TEACHING CREDENTIALSThe requirements for certification to teach chemistry in the secondaryschools of California may be ascertained by consulting the section oncredentials under the “School of Education” section of this bulletin andthe Credential Administrator of the School of Education.GRADUATE PROGRAMSschool of humanities and sciencesThe University’s basic requirements for the M.S., M.A.T., and Ph.D.degrees are discussed in the “Graduate Degrees” section of this bulletin.GENERAL REQUIREMENTSPlacement Examinations—Each new graduate student must takeplacement examinations on entrance. These consist of three writtenexaminations of two hours each in the fields of inorganic, organic, andphysical chemistry, and cover such material as ordinarily is given in arigorous one-year undergraduate course in each of these subjects. Students majoring in biophysical chemistry or chemical physics must takeexaminations in biophysical or chemical physics, physical chemistry, andorganic or inorganic chemistry. All placement examinations are given theweek before instruction begins in Autumn Quarter, and must be taken atthat time. Each new graduate student meets with a member of the graduatestudy committee to define a program of courses based on results of theplacement examinations.Candidates for advanced degrees must have a minimum grade pointaverage (GPA) of 3.0 for all Chemistry lecture courses as well as for allcourses taken during graduate study. Required courses must be taken fora letter grade. Most course work ends in the second year of studies andstudents will then focus on full-time dissertation research. All prospective Ph.D. candidates, regardless of the source of financial support, arerequired to gain teaching experience as an integral part of graduate training.During the period in which a dissertation is being read by members of thefaculty, candidates must be available for personal consultation until thedissertation has had final department approval.MASTER OF SCIENCEThe Master of Science is available only to current Ph.D. students or aspart of a coterm program. Applicants for the M.S. degree in Chemistry arerequired to complete, in addition to the requirements for the bachelor’sdegree, a minimum of 45 units of work and a M.S. thesis. Of the 45 units,approximately two-thirds must be in the department and must include atleast 12 units of graduate-level lecture courses exclusive of the thesis. Ofthe 12 units, at least 6 units must be from CHEM 221, 223, 225, 235, 251,253, 255, 271, 273, 275, 276, or 297.DOCTOR OF PHILOSOPHYGraduate students are eligible to become formal candidates for thePh.D. degree after taking the department placement examinations, satisfactorily completing most of the formal lecture course requirements, andbeginning satisfactory progress on a dissertation research project. Theythen file for admission to candidacy for the Ph.D. degree. This filing mustbe done before June of the second year of graduate registration.After taking the departmental placement examinations, students selectresearch advisers by first interviewing members of the Chemistry facultyabout their research. Students then file an Application to Start Researchform with the Department of Chemistry graduate study committee andbegin research on their Ph.D. dissertation under the supervision of theadviser. All students in good standing are required to start research by theend of the Winter Quarter of the first year of graduate registration.There is no foreign language requirement for the Ph.D. degree.Candidates for the Ph.D. degree are required to participate continuallyin the department colloquium (CHEM 300), and in the division seminarof the major subject. In addition, continuous enrollment in CHEM 301is expected after the student has chosen a research supervisor. As part ofgraduate training, Ph.D. candidates are required to gain experience asteaching assistants.   Stanford Bulletin, 2006-07Before candidates may request scheduling of the University oralexamination, clearance must be obtained from the major professor andthe chair of the department’s Graduate Study Committee. Conditionsthat must be fulfilled before clearance is granted vary with the differentdivisions of the department and may be ascertained by consulting thechair of the committee.It is the policy of the department to encourage and support in everypossible way the pursuit of research and other advanced work by qualified students. Information about faculty members with lists of their recentresearch publications is found in Chemistry at Stanford, the Directory ofGraduate Research published by the American Chemical Society, and tml.COURSE REQUIREMENTSStudents may major in biophysical, inorganic, organic, or physicalchemistry. All graduate students are required to take six graduate-levellecture courses (course numbers greater than 199) of at least 3 units eachin chemistry or related disciplines (for example, biochemistry, electricalengineering, mathematics, pharmacology, physics, and so on), to be selected in consultation with their research adviser and the Graduate StudyCommittee. At least four of these courses should be taken by the end ofthe first year. Required courses must be taken for a letter grade.In addition, students majoring in organic chemistry must take 3 unitsof CHEM 231 in the second year and 3 units of 233 in the second and thirdyear. Students in physical or biophysical chemistry or chemical physicsmust take CHEM 271, 273, and 275 in the first year, and 2 units of CHEM278 in the second and third year. Students majoring in inorganic chemistrymust take 3 units of CHEM 258 in the second, third, and fourth year.CHEMICAL PHYSICSStudents with an exceptionally strong background in physics andmathematics may, upon special arrangement, pursue a program of studiesin chemical physics.Ph.D. MINORCandidates for the Ph.D. degree in other departments who wish to obtaina minor in chemistry must complete, with a GPA of 3.0 or higher, 20 graduatelevel units in Chemistry including four lecture courses of at least 3 units each.FELLOWSHIPS AND SCHOLARSHIPSIn addition to school fellowships and scholarships open to properlyqualified students, there are several department fellowships in chemistry.Undergraduate scholarships are administered through the Financial AidOffice. Teaching assistantships and research assistantships are open tograduate students. Graduate fellowships, scholarships, and teaching assistantships are administered through the Department of Chemistry.COURSESWIM indicates that the course satisfies the Writing in the Major requirements.Note—Lab fees are a minimum of 75 per quarter and are not refundable.underGRADUATECHEM 22N. Naturally Dangerous—Stanford Introductory Seminar.Preference to freshmen. Topics from Collman’s Naturally Dangerous:Surprising Facts About Food, Health, and the Environment. Designed fornonscientists, but also of interest to scientists and engineers.2 units, Aut, Spr (Collman, J)CHEM 24N. Nutrition and History—Stanford Introductory Seminar.Preference to freshmen. Intended to broaden the introductory chemistryexperience. The biochemical basis of historically important nutritionaldeficiencies (vitamins, minerals, starvation, metabolic variants that predispose to disease) and environmental toxins is related to physiologicalaction and the sociological, political, and economic consequences of itseffect on human populations. Prerequisite: high school chemistry. Recommended: 31A,B, or 31X, or 33.2 units, Spr (Huestis, W)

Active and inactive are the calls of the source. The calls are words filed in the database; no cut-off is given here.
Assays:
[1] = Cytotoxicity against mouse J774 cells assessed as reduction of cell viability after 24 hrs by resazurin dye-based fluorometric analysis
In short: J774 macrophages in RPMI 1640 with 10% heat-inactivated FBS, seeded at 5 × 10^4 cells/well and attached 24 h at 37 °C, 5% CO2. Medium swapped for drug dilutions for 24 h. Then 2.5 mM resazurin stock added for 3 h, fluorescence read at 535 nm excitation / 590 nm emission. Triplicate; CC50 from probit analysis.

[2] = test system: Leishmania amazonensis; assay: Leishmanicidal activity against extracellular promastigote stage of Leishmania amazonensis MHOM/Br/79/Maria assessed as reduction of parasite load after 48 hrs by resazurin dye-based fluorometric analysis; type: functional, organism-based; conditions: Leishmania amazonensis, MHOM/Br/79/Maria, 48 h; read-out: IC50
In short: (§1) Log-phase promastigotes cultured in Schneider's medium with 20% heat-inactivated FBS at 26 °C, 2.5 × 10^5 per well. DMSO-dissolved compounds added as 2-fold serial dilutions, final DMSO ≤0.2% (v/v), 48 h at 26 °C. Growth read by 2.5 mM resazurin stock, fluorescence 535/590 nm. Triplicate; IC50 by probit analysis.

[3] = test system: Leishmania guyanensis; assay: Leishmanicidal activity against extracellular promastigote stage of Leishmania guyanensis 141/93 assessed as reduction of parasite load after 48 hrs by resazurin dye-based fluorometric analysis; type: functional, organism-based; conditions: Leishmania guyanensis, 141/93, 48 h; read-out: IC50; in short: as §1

CHEM 27N. Lasers: The Light Fantastic—Stanford IntroductorySeminar. Preference to freshmen. Introduction to lasers and their impacton everyday life. The operation of lasers using concepts of atomic andmolecular energy levels, optics, and resonance. The use of lasers to produce guide stars for astronomy, sculpt the cornea, measure molecules inthe ozone layer, transmit optical information over the web, measure thedistance to the moon, and observe a single protein molecule in action.Prerequisites: CHEM 31A or X, or PHYSICS 23 and 25, or equivalents.GER: DB-NatSci3 units, Win (Moerner, W)CHEM 31A. Chemical Principles I—For students with moderate orno background in chemistry. Stoichiometry; periodicity; simple modelsof ionic and covalent bonding; dissolution/precipitation, acid/base, andoxidation/reduction reactions; gas laws; phase behavior; rates of reactions.Emphasis is on skills to address structural and quantitative chemical questions; lab provides practice. Recitation. GER: DB-NatSci4 units, Aut (Chidsey, C)CHEM 31B. Chemical Principles II—Chemical equilibria; rates andmechanisms to reach equilibrium; thermochemistry, free energy, andrelation to equilibrium; quantum concepts, and atomic and molecularorbital theory. Lab provides practice. Recitation. Prerequisite: 31A.GER: DB-NatSci4 units, Win (Andersen, H)CHEM 31X. Chemical Principles—Accelerated; for students withsubstantial chemistry background. Chemical equilibria concepts, equilibrium constants, acids and bases, chemical thermodynamics, quantumconcepts, models of ionic and covalent bonding, atomic and molecularorbital theory, periodicity, and bonding properties of matter. Recitation.Prerequisites: high school chemistry and algebra. Recommended: highschool physics. GER: DB-NatSci4 units, Aut (Waymouth, R; Fayer, M), Sum (Staff)CHEM 33. Structure and Reactivity—Organic chemistry, functionalgroups, hydrocarbons, stereochemistry, thermochemistry, kinetics, chemical equilibria. Recitation. Prerequisite: 31A,B, or 31X, or an AP Chemistryscore of 4 or 5. GER: DB-NatSci4 units, Win (Stack, T; Kohler, J), Spr (Wender, P), Sum (Staff)CHEM 35. Organic Monofunctional Compounds—Organic chemistryof oxygen and nitrogen aliphatic compounds. Recitation. Prerequisite:33. GER: DB-NatSci4 units, Aut (Huestis, W), Spr (Du Bois, J), Sum (Staff)CHEM 36. Organic Chemistry Laboratory I—Techniques for separations of compounds; distillation, crystallization, extraction, and chromatographic procedures. Lecture treats theory; lab provides practice. Limitedenrollment Spring Quarter; preference to students who have completedCHEM 33. GER: DB-NatSci3 units, Aut (Moylan, C), Spr (Hua, H), Sum (Moylan, C)CHEM 110. Directed Instruction/Reading—Undergraduates pursue areading program under supervision of a faculty member in Chemistry; mayalso involve participation in lab. Prerequisites: superior work in 31A,B,31X, or 33; and consent of instructor and the Chemistry undergraduatestudy committee.1-2 units, Aut, Win, Spr, Sum (Staff)CHEM 111. Exploring Chemical Research at Stanford—Preferenceto freshmen and sophomores. Department faculty describe their cuttingedge research and its applications.1 unit, Win (Kohler, J)CHEM 130. Organic Chemistry Laboratory II—Diels-Alder, reduction, and Wittig reactions; qualitative analysis. Lab. Limited enrollmentAutumn Quarter. Prerequisite: 36. Corequisite: 35. GER: DB-NatSci4 units, Aut, Win (Hua, H)CHEM 131. Organic Polyfunctional Compounds—Aromatic compounds, polysaccharides, amino acids, proteins, natural products, dyes,purines, pyrimidines, nucleic acids, and polymers. Prerequisite: 35. GER:DB-NatSci3 units, Aut (Kool, E), Win (Trost, B)CHEM 134. Analytical Chemistry Laboratory—Methods includegravimetric, volumetric, spectrophotometric, and electrometric. Lab.Prerequisite: 130. GER: DB-NatSci, WIM5 units, Spr (Moylan, C)CHEM 135. Physical Chemical Principles—Terminal physical chemistry for non-chemistry majors. Emphasis is on portions of physical chemistry most useful for students of the life sciences. Introduction to chemicalthermodynamics: rate laws, integration of rate laws, reaction mechanisms,enzyme kinetics, first, second, and third laws, thermochemistry, entropy,free energy, chemical equilibrium, osmotic pressure, other colligativeproperties. Prerequisites: 31A,B, or 31X, calculus. GER: DB-NatSci3 units, Win (Pecora, R)CHEM 136. Synthesis Laboratory—Advanced synthetic methods inorganic and inorganic laboratory chemistry. Prerequisites: 35, 130. GER:DB-NatSci3 units, Win (Yandulov, D)CHEM 137. Special Topics in Organic Chemistry—(Formerly 181.)Chemical view of the biological processes of life. Topics include: structure and function of proteins, peptides, and nucleic acids; and how to usechemistry to mediate biological processes. GER: DB-NatSci3 units, Win (Flygare, J)CHEM 151. Inorganic Chemistry I—Theories of electronic structure,stereochemistry, and symmetry properties of inorganic molecules. Topics:ionic and covalent interactions, electron-deficient bonding, and molecularorbital theories. Emphasis is on the chemistry of the metallic elements.Prerequisites: 35. Recommended: 171. GER: DB-NatSci3 units, Win (Stack, T)CHEM 153. Inorganic Chemistry II—The theoretical aspects of inorganic chemistry. Group theory; many-electron atomic theory; molecularorbital theory emphasizing general concepts and group theory; ligand fieldtheory; application of physical methods to predict the geometry, magnetism, and electronic spectra of transition metal complexes. Prerequisites:151, 173. GER: DB-NatSci3 units, Spr (Solomon, E)CHEM 171. Physical Chemistry—Chemical thermodynamics; fundamental principles, Gibbsian equations, systematic deduction of equations,equilibrium conditions, phase rule, gases, solutions. Prerequisites: 31A,B,or 31X, 35; MATH 51. GER: DB-NatSci3 units, Aut (Pande, V)CHEM 173. Physical Chemistry—Introduction to quantum chemistry:the basic principles of wave mechanics, the harmonic oscillator, the rigidrotator, infrared and microwave spectroscopy, the hydrogen atom, atomicstructure, molecular structure, valence theory. Prerequisites: MATH 51,53; PHYSICS 51, 53, 55. GER: DB-NatSci3 units, Win (Boxer, S)Stanford Bulletin, 2006-07 ChemistryCHEM 25N. Science in the News—Stanford Introductory Seminar.Preference to freshmen. Possible topics include: diseases such as avian flu,HIV, SARS, and malaria; environmental issues such as climate change,and atmospheric pollution, and human population; evolution; stem cellresearch; nanotechnology; and drug development. The scientific basisfor these topics to have an intelligent discussion of societal and politicalimplications. Sources include the popular media and scientific media forthe nonspecialist, especially those available on the web.3 units, Aut (Andersen, H)